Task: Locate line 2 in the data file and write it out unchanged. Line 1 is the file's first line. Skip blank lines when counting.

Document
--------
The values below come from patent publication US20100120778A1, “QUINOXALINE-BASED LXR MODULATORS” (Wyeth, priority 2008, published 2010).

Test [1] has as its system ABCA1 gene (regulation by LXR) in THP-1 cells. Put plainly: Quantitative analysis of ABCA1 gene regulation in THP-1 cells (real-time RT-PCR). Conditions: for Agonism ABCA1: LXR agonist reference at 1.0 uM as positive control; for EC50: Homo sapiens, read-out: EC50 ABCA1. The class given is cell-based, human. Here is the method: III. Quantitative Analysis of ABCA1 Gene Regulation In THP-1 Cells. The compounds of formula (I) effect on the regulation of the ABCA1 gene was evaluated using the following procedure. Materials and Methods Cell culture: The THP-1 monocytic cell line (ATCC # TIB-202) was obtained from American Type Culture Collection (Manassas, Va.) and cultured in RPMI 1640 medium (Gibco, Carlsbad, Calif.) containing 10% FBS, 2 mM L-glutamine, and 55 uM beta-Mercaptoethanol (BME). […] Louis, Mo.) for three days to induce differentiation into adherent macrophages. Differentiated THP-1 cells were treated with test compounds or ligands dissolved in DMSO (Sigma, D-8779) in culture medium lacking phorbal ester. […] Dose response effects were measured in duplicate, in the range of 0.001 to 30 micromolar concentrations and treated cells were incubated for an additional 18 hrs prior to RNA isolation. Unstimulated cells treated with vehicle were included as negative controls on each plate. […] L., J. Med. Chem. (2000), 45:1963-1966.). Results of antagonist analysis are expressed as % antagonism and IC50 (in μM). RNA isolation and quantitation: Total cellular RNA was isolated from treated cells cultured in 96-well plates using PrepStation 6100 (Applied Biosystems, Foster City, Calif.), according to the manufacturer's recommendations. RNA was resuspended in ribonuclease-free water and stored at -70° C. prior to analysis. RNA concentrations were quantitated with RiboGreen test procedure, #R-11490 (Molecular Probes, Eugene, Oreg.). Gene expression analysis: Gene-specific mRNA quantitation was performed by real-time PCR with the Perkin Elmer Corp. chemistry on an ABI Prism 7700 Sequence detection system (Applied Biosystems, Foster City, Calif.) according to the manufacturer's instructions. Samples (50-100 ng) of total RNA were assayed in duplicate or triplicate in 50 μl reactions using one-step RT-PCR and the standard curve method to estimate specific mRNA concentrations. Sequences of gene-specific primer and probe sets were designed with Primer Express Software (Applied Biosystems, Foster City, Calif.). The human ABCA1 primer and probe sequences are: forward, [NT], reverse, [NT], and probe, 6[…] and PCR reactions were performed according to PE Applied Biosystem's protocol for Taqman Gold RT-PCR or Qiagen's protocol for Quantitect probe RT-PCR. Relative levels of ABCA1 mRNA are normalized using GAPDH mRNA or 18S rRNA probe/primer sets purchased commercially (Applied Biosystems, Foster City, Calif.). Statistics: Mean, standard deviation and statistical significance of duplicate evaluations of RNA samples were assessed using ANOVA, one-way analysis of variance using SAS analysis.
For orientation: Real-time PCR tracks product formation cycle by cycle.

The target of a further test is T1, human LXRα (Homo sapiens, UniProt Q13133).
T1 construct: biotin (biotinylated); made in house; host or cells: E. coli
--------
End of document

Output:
Test [1] has as its system ABCA1 gene (regulation by LXR) in THP-1 cells. Put plainly: Quantitative analysis of ABCA1 gene regulation in THP-1 cells (real-time RT-PCR). Conditions: for Agonism ABCA1: LXR agonist reference at 1.0 uM as positive control; for EC50: Homo sapiens, read-out: EC50 ABCA1. The class given is cell-based, human. Here is the method: III. Quantitative Analysis of ABCA1 Gene Regulation In THP-1 Cells. The compounds of formula (I) effect on the regulation of the ABCA1 gene was evaluated using the following procedure. Materials and Methods Cell culture: The THP-1 monocytic cell line (ATCC # TIB-202) was obtained from American Type Culture Collection (Manassas, Va.) and cultured in RPMI 1640 medium (Gibco, Carlsbad, Calif.) containing 10% FBS, 2 mM L-glutamine, and 55 uM beta-Mercaptoethanol (BME). […] Louis, Mo.) for three days to induce differentiation into adherent macrophages. Differentiated THP-1 cells were treated with test compounds or ligands dissolved in DMSO (Sigma, D-8779) in culture medium lacking phorbal ester. […] Dose response effects were measured in duplicate, in the range of 0.001 to 30 micromolar concentrations and treated cells were incubated for an additional 18 hrs prior to RNA isolation. Unstimulated cells treated with vehicle were included as negative controls on each plate. […] L., J. Med. Chem. (2000), 45:1963-1966.). Results of antagonist analysis are expressed as % antagonism and IC50 (in μM). RNA isolation and quantitation: Total cellular RNA was isolated from treated cells cultured in 96-well plates using PrepStation 6100 (Applied Biosystems, Foster City, Calif.), according to the manufacturer's recommendations. RNA was resuspended in ribonuclease-free water and stored at -70° C. prior to analysis. RNA concentrations were quantitated with RiboGreen test procedure, #R-11490 (Molecular Probes, Eugene, Oreg.). Gene expression analysis: Gene-specific mRNA quantitation was performed by real-time PCR with the Perkin Elmer Corp. chemistry on an ABI Prism 7700 Sequence detection system (Applied Biosystems, Foster City, Calif.) according to the manufacturer's instructions. Samples (50-100 ng) of total RNA were assayed in duplicate or triplicate in 50 μl reactions using one-step RT-PCR and the standard curve method to estimate specific mRNA concentrations. Sequences of gene-specific primer and probe sets were designed with Primer Express Software (Applied Biosystems, Foster City, Calif.). The human ABCA1 primer and probe sequences are: forward, [NT], reverse, [NT], and probe, 6[…] and PCR reactions were performed according to PE Applied Biosystem's protocol for Taqman Gold RT-PCR or Qiagen's protocol for Quantitect probe RT-PCR. Relative levels of ABCA1 mRNA are normalized using GAPDH mRNA or 18S rRNA probe/primer sets purchased commercially (Applied Biosystems, Foster City, Calif.). Statistics: Mean, standard deviation and statistical significance of duplicate evaluations of RNA samples were assessed using ANOVA, one-way analysis of variance using SAS analysis.